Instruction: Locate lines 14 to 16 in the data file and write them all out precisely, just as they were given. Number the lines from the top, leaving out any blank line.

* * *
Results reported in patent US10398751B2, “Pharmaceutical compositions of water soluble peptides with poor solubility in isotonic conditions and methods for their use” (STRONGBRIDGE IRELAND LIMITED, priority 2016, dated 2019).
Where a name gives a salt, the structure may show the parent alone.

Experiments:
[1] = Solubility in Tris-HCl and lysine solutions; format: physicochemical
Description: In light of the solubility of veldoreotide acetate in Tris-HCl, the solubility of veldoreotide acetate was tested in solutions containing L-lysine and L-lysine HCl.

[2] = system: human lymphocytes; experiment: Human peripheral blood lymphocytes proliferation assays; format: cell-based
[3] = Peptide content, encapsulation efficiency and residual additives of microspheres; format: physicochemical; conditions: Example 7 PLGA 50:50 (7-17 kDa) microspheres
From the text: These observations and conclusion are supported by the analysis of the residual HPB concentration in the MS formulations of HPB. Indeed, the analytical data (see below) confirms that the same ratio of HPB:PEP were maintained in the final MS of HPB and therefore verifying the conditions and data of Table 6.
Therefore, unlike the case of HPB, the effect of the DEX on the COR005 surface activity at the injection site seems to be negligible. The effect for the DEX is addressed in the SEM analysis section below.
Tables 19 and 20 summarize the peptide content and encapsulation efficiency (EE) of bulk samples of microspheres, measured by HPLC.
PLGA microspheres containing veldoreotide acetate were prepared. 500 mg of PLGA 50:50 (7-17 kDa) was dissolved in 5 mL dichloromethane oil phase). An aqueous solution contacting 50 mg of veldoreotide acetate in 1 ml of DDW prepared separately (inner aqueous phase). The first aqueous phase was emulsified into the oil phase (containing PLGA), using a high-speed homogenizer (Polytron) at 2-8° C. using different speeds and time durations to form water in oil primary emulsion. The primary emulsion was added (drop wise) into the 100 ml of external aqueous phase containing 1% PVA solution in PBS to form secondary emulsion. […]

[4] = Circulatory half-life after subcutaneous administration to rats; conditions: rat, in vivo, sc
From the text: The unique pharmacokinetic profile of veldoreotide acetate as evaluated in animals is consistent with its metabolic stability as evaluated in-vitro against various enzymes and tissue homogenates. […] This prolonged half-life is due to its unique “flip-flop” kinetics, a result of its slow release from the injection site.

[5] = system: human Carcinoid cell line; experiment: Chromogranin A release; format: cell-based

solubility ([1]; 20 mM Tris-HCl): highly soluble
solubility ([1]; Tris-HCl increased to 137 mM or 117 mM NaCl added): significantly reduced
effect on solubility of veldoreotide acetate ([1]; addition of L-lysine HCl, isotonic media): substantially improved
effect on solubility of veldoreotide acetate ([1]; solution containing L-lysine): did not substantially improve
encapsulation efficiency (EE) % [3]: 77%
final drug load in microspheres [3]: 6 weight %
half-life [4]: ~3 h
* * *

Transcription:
[5] = system: human Carcinoid cell line; experiment: Chromogranin A release; format: cell-based

solubility ([1]; 20 mM Tris-HCl): highly soluble
solubility ([1]; Tris-HCl increased to 137 mM or 117 mM NaCl added): significantly reduced